By the time we reached the rim of Kings Canyon—I hadn’t seen it in over forty years—the sun had come out.  It turned out to be one of those all too rare absolutely perfect blue sky days.  Way down below was the still undammed Kings River (Spanish explorers named it El Rio de los Santos Reyes), which translates to River of the Holy Kings (the Magi).  The river grew ever larger and louder as we zigzagged our way down the canyon wall.  Just as had been true with the snowmelt-swollen Kern River, the Kings River was torrential!  With a half-century high snowpack to stoke it, what a time to have picked in which to re-experience the canyon!  Since tourist season hadn’t yet begun, the day proved to be a serene one.  Everywhere we looked tributary streams and waterfalls fed into the gorge.  At the east end, where the road ends in the Zumwalt Meadows, we took advantage of the opportunity to explore the area.  We discovered that the park not only includes one of the greatest stands of Sequoias in the world, it also includes magnificent stands of sugar pine, ponderosa pine, white fir, red fir, and incense cedar.

Image

Afterwards, regretting we couldn’t remain longer in the park, we drove back down the canyon, up over the canyon wall, back into Sequoia, down into the San Joaquin Valley, and then up through California’s legendary gold-mining towns such as Angels Camp (made famous by Mark Twain’s “The Jumping Frog of Calavaras County”), back into the cooler temperatures of the Sierras, a quick stop at one of our oldest national park lodges, Wawona, then on to that  famous tunnel that opens onto one of the grandest vistas our world has to offer: “Yosemite National Park, with its iconic peaks, waterfalls, and river.  Tourists seeing the vista for the first time are awe-struck.

Image

Even those native Californians like Connie and me are moved almost to tears by being privileged to set eyes on it once again in this all too brief journey we call “life.”

SOURCES USED

Dayton Duncan and Ken Burns, The National Parks: America’s Best Idea (New York: Alfred A. Knopfk, 2009).

Palmer, John J., Sequoia and Kings Canyon (Wickenburg, Arizona: K. C. Publications, 2009).

SOUTHWEST NATIONAL PARKS #12 SEQUOIA NATIONAL PARK – PART TWO

BLOG # 17, SERIES #3

WEDNESDAYS WITH DR. JOE

SOUTHWEST NATIONAL PARKS #12

SEQUOIA NATIONAL PARK – PART TWO

APRIL 25, 2012

 

 

Because Sequoia National Park and King’s Canyon National Park are administered as a unit, we will move to Kings Canyon next week.  Together, they encompass 865,257 acres.  Elevation-wise they range from a low of 1,300 feet to a high of 14,494 (Mt. Whitney), the highest point in the lower 48 states.  Nearly 808,000 (or 93.4%) acres are officially designated as wilderness, which means that no roads mar its pristine beauty beyond the few paved roads tourists know.  All the rest are known only to backpackers (80,000 a year), which strains the capacity of the park rangers to oversee.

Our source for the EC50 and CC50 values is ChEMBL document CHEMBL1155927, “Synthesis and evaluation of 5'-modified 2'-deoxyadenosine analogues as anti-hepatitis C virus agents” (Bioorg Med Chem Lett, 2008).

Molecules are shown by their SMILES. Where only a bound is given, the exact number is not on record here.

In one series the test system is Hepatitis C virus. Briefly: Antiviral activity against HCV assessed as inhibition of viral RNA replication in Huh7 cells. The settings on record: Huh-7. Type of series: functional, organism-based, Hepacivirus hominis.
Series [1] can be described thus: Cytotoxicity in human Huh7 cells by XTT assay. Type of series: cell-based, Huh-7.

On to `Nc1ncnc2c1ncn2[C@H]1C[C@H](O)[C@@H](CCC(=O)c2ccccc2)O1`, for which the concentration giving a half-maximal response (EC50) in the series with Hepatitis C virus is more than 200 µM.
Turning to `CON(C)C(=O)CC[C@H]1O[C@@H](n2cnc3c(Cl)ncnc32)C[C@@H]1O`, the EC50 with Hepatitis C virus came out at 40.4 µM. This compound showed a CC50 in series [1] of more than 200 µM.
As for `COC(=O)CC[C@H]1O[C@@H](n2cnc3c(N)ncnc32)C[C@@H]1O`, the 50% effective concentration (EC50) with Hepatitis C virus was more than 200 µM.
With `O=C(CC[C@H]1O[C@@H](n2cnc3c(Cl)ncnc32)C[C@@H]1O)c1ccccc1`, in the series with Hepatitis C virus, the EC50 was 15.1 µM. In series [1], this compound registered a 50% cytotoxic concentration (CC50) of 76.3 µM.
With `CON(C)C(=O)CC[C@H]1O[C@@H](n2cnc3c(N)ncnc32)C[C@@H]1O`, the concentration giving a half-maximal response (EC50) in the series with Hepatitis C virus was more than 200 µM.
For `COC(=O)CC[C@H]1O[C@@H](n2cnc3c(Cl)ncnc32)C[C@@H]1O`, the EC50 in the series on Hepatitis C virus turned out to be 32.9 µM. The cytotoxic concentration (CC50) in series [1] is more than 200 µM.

OUR MEMORIES

 

Early in the morning, around 5 a.m., Bob and Lucy Earp and Connie and I arose, quickly packed the car, and nosed the car out of Furnace Creek Ranch onto road #190.  Here we made a fateful—and, it turned out, “stupid” mistake, in not paying over $5 a gallon for gas and filling up the tank.  Surely we’d find cheaper gas once we got out of the park!  Instead, we twisted up and up and up serpentine roads where we finally crested the Argus and Panamint Mountains; meanwhile, as the gas needle continued to drop, all four of us grew tenser by the mile.  Then the crest.  We breathed a sigh of relief; surely we’d find gas once we left the park. We did not, and even though Bob kept his speed down, and the needle slowed, neither town nor gas station did we find.  Our last hope turned out to be the town of Olanche on Highway 395; if we failed to find a gas  station there, with the needle solidly on empty, we’d be stuck.  By that time, we’d have been willing to pay $20 a gallon!  Mercifully, we found one, and the price, though still high, was still considerably less than Death Valley’s.  And not just the car was empty—so were we!  Here we stumbled on Ranch House Café, a place where, we were told, the locals frequented.  Turned out to be straight out of the Old West, the customers mainly ranchers and cowboys.  We were served by a pretty waitress who’d been transplanted from Tyler, in Texas rose country, to here where she’d fallen in love with a cowboy.  She “darlinged” us through a wonderful Southwest breakfast—and we were ready to face whatever the rest of the day brought us.